Queensland’s space industry could employ 6,000 people and generate more than $1 billion if it makes changes to rapidly scale up its operations to meet growing demand, a new report published by Deloitte Access Economics has found.
The study titled ‘Sky is not the limit: Building Queensland’s space economy’ takes an in-depth look at the capabilities and vast potential that the northeastern region possesses. While it said it could generate as much as $1.7 billion within 20 years, Deloitte also warned that Australia is not yet capable of supporting the industry properly.
In response to the study, State Development Minister Cameron Dick said at the weekend that Queensland’s space industry has a unique opportunity to build on the foundation of research and tech it already has in place. He claimed universities and defense industry businesses in the state can be at the forefront of next-generation infrastructure.
‘Queensland’s space industry employs more than 2,000 full-time positions and generates 543.9 million U.S. dollars per year through core industry services like satellite communication,’ Dick said on Sunday. ‘With our advanced manufacturing supply chain and world-leading research programs, it makes sense for Queensland to also be the home of Australia’s space manufacturing industry.’
The report said Queensland has the chance to develop its already competitive space industry and put forward points that suggest it could soon become a central pillar of the state’s economy. Three separate estimates have found that significant investment could enable the industry to support between 4,000 and 6,000 people in a range of jobs including R&D, manufacturing and operating systems.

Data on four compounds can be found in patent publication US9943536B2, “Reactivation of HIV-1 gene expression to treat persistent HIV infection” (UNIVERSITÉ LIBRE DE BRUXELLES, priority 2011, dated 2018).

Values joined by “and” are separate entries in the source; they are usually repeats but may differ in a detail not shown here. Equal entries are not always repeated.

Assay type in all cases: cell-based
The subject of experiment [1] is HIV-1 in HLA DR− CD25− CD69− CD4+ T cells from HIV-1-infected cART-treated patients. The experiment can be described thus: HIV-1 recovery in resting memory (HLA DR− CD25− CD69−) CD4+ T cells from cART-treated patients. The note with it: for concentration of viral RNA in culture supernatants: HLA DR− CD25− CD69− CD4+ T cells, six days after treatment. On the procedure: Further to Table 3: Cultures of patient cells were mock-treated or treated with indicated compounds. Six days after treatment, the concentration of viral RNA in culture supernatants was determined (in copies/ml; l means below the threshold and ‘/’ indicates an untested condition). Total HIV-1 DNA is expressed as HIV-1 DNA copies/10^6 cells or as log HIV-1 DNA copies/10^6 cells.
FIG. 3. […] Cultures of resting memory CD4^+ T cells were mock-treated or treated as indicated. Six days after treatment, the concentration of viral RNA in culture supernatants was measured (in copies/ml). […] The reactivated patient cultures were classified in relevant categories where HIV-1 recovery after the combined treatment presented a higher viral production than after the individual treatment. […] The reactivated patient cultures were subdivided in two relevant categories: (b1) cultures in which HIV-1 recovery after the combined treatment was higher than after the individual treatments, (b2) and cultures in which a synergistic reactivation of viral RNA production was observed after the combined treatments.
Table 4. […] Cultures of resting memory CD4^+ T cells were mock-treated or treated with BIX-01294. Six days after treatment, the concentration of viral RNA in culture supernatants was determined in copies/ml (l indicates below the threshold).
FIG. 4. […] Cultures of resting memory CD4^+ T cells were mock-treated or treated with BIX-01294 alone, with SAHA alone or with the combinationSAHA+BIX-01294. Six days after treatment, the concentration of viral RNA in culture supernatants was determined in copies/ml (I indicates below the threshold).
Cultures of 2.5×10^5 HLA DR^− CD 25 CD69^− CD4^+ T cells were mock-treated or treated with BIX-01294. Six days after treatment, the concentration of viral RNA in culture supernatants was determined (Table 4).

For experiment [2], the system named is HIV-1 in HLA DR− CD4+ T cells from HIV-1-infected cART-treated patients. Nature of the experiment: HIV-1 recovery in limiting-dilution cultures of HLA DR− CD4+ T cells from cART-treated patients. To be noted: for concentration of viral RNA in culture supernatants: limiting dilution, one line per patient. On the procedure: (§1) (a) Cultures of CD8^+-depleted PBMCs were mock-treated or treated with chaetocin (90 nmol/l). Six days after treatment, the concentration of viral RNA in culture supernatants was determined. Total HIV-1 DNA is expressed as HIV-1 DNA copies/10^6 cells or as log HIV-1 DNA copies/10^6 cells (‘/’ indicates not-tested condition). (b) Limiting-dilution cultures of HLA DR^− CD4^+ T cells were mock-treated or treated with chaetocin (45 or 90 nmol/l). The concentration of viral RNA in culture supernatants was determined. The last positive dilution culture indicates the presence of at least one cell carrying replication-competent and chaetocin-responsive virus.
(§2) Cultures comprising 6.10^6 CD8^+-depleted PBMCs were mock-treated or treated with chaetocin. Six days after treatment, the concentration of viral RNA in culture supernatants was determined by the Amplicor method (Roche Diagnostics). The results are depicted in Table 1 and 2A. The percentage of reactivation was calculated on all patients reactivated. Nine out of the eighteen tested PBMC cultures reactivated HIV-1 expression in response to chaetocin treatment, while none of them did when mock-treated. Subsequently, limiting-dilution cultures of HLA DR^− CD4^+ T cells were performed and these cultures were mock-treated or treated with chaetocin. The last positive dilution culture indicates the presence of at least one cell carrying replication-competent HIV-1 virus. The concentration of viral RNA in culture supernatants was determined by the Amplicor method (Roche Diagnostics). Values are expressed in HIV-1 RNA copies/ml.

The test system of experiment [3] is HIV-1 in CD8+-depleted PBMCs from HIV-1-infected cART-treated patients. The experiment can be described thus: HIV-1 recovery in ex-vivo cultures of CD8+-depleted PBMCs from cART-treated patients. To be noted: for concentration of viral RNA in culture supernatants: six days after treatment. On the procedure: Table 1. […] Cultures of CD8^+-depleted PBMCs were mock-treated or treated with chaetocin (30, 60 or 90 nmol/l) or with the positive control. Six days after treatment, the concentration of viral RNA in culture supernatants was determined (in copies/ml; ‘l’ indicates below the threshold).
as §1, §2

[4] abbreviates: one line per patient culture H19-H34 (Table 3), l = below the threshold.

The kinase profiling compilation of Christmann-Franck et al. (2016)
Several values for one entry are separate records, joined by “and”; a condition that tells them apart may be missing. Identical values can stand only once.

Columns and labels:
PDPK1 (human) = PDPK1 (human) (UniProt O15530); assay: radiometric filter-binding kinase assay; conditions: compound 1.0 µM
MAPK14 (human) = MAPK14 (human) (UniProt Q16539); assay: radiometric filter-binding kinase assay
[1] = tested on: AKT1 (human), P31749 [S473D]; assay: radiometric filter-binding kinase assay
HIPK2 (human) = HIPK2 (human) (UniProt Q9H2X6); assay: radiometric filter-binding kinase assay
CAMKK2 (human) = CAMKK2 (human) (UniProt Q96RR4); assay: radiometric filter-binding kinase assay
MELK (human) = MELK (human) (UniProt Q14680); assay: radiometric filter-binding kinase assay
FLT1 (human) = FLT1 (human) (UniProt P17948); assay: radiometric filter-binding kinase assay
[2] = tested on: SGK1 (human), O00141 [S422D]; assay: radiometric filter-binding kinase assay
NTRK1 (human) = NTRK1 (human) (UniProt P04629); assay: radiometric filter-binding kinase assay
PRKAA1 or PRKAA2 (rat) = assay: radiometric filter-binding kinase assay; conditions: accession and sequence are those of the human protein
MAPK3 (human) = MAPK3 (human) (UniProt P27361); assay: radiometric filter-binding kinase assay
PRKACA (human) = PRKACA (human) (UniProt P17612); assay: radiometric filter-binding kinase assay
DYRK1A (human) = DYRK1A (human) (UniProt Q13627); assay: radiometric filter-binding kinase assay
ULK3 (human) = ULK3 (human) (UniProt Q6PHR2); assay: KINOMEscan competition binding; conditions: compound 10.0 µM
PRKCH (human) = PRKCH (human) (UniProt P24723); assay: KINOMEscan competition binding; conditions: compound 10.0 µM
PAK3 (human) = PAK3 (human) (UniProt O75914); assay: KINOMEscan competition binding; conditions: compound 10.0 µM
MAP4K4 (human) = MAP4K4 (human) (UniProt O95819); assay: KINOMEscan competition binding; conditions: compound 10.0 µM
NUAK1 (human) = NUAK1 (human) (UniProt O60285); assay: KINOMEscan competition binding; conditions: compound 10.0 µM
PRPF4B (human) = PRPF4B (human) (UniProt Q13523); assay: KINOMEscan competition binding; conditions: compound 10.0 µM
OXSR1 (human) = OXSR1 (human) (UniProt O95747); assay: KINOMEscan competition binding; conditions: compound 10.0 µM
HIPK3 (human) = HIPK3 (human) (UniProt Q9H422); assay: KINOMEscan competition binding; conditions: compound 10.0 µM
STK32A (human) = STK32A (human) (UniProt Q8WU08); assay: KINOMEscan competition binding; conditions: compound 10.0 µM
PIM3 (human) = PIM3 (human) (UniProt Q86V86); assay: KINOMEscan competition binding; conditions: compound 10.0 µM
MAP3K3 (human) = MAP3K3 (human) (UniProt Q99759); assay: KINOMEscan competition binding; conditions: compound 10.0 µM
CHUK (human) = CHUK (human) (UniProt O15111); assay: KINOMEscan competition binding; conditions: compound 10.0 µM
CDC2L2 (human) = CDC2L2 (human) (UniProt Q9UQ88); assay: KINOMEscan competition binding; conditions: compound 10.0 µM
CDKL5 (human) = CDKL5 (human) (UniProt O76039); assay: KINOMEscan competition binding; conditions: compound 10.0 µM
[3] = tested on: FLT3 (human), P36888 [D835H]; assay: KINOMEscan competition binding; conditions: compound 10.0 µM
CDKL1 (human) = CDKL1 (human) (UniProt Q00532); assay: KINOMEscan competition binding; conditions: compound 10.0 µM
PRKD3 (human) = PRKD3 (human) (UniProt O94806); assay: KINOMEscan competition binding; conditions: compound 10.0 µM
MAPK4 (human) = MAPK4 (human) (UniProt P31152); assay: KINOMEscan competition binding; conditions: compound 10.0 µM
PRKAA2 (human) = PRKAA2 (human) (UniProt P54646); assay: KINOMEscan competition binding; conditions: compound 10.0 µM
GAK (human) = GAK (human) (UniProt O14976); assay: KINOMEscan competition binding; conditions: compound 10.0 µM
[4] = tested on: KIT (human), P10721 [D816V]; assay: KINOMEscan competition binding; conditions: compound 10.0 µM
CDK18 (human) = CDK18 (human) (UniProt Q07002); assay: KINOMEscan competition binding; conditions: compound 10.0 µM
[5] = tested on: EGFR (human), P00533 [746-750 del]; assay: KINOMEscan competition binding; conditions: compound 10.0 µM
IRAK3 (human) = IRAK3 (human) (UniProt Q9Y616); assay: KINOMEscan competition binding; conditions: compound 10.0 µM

New job opportunities and vastly increased revenue would require changes to ‘upstream’ the defense industries in Queensland. There are already plans to expand the RAAF Base Amberley to accommodate 7,000 workers by the end of the decade, while a $5 billion contract awarded last year will see a new Centre of Excellence at Redbank being built in the region.
However, the report said it was also important for a ‘supply chain of space industry components’ to be put in place, which could see the arrival of a space ‘ground station’ capable of supporting cutting edge tech including sophisticated remote sensing and analyzing space data.
Deloitte Access Economics is confident that Queensland can take advantage of new opportunities and posited a ‘conservative’ medium-term estimate that the space industry could add $1.3 billion to the economy and employ 5,000 more workers on a full-time basis by the end of the 2030s.
To achieve that goal, Queensland authorities must attempt to develop a ‘critical mass’ of space industries. It said the small-scale nature of the current industry means it is unable to support the upstream and downstream flow inherent to local supply chains. The report said these are needed as Queensland must operate as a ‘coordinated local market.’
Deloitte added: ‘For the Queensland space economy to rapidly scale up to meet global demand, greater depth and key anchor points are required in the supply chain. Queensland needs to support growth in existing capabilities, build out capacity in adjacent areas to current strengths, improve connections within the existing supply chain, leverage untapped local demand from other industries – for example agriculture – and continue to invest in the early stages of research and development.’
Dick said the Palaszczuk government will now take the time to look at ways to provide the assistance that local enterprises and universities need to capitalize on Queensland’s potential and to coordinate the process so it is capable of expanding at the necessary rate in the coming years.